Entertainment Magazine: Film: Ray Charles

Loving Ray Charles:
The Women in His Life

Mary Ann Fisher

Mary Ann Fisher, who, according to Charles’ autobiography, served as his inspiration for the songs “Mary Ann,” “What Would I Do Without You” and “Leave My Woman Alone”—joined Ray on tour in 1955 and performed vocals in the act even after the 1957 addition of the Raelettes; she left the band (and her romance with Charles) in 1958.

“One of the things I found really interesting about Mary Ann,” supplies Aunjanue Ellis, who portrays her, “was that her involvement in Ray’s life and his music played an influential role.Ray Charles

She was there just when his sound began to expand to include female vocals—and also when his attentions began to veer away from his wife and marriage.

She was one of the first talented singers whose life and art became professionally and personally intertwined with Ray’s.”

Aunjanue’s performance as the feisty Mary Ann registered strongly with Hackford, who says, “Aunjanue is remarkably adept at bringing out a whole range of Mary Ann’s colors in a relatively brief space of screen time.

She’s incredibly sexy and memorable in the role.” But perhaps the woman who most weighed on Ray Charles’ mind throughout his life was his mother, who would not allow her son to get discouraged by his blindness for even a second.

She once told him, “You’re blind, not dumb; you lost your sight, not your mind.”

Taking on the role of Aretha Robinson is actress Sharon Warren, who prior to being cast in Ray had worked primarily in Southern regional theater.

More Ray Charles women: Della Robinson, Regina King and Margie Hendricks


Hackford remembers the serendipitous nature of casting the woman who would bring Ray’s mother to life and says, “During our search to find an actor to play the young Ray, a woman walked into our office in Atlanta, Georgia. She had a headshot, but she didn’t even know what movie we were making.

She had a lot of charisma, a lot of energy. I gave her a couple of pages of dialogue, she looked at it for 15 minutes, and then I put her on tape. While we were taping, I thought, ‘My God, this is Aretha.’ I hadn’t been able to find an actress who could embody what Ray Charles told me his mother was—a bone-thin person who had died when she was 31, but who had incredible fierceness of spirit, incredible strength. He gave her credit for who he was in life.

He said, ‘This was the most important person in my life.’

That’s a heady recipe to have to satisfy. And Sharon Warren walked in off the street—that is a Cinderella story.”

Hackford had later played a scene for Charles involving Warren, where the words scripted for the actress had come directly from Charles’ memory of Aretha. He says, “He was listening in his inscrutable way, and then he started talking to the screen, saying, ‘Yes, that’s right. That’s the truth.’”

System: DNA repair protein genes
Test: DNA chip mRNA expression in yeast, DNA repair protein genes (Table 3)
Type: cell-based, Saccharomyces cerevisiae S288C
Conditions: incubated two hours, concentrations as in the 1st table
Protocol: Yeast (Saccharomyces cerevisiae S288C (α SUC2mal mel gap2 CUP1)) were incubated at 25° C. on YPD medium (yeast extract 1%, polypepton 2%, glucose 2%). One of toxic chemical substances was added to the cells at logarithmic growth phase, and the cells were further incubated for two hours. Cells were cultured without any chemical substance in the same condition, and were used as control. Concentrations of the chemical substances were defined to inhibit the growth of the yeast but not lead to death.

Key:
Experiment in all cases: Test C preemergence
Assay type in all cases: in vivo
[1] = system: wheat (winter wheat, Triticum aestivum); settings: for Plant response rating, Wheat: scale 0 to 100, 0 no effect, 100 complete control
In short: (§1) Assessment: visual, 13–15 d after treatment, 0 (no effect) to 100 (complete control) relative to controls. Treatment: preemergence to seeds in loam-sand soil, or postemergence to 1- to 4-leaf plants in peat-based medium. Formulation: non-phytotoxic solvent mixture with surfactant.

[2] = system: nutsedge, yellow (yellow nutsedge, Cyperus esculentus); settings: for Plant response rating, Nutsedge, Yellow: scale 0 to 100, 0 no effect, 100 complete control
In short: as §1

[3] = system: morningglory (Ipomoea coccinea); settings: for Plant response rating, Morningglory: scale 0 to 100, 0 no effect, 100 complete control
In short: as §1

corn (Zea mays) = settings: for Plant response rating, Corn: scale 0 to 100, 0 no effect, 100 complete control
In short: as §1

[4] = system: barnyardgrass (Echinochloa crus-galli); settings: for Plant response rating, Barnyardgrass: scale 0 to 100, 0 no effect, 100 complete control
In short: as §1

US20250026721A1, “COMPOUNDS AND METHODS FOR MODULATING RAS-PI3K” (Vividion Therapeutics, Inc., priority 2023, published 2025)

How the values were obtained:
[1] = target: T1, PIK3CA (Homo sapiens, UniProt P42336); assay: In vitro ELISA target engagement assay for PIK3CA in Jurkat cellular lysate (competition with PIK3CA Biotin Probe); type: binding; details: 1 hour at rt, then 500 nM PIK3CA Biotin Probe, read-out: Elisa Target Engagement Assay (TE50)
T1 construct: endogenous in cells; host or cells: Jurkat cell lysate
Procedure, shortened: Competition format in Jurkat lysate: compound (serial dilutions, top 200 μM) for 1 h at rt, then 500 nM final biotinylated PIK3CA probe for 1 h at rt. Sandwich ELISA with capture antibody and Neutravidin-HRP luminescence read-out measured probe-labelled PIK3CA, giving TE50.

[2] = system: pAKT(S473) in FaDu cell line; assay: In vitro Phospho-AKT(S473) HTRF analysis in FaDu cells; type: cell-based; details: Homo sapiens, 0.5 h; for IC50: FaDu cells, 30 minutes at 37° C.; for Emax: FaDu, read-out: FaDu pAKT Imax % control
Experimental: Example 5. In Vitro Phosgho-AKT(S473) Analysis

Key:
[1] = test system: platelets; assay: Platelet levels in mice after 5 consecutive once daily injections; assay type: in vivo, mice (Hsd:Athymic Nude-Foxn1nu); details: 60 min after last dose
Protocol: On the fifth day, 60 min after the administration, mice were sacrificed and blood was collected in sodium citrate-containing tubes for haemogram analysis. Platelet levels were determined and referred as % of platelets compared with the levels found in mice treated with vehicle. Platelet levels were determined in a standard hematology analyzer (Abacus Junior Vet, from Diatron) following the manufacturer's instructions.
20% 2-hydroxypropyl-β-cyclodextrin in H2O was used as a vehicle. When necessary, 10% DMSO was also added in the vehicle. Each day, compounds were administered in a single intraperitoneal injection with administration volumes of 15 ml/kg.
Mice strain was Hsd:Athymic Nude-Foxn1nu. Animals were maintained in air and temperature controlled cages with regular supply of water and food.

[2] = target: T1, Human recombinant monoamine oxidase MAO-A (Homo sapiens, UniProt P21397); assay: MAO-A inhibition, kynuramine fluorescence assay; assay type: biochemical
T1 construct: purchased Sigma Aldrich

Warren dove into the role by doing as much research as was possible into a woman who died, tragically and anonymously, in her early 30s.

“The greatest help I received in creating this character was my 87-year-old grandmother, Annie Lou Gould Walker, who shared her life stories about the rural South during those times.

Unfortunately, my grandmother died just before I began working on Ray. I am also eternally grateful to Ray Charles, Jr. for the intimate portrait he shared with me of his grandmother and her life. I also gained great insights from screenwriter James L. White and valuable advice from director Taylor Hackford.

“Aretha’s history is very mysterious,” she comments. “What we do know is that she was very, very poor and very frail. She washed clothes to make money because that’s the only thing she could do. She worked hard to provide for her children, because she loved them.

When she lost George and Ray went blind, she still did not give up. She was determined to prepare Ray to take care of himself, despite his blindness.”

Warren continues: “She demonstrated ‘tough love’ for Ray because she knew that, if he was going to survive in the world, he was going to have to be extremely strong.

She knew what it was like to be an outcast, to be seen as a cripple and she didn’t want that for her son.

The more I thought about her and what she went through, the more I wanted to give as authentic and powerful a performance as I could, so this woman would be known to the world.”

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Photo: Ray Charles © 1993 Warner Bros. Records. Photo credit by Mark Hanauer.
From the film, Ray Charles.
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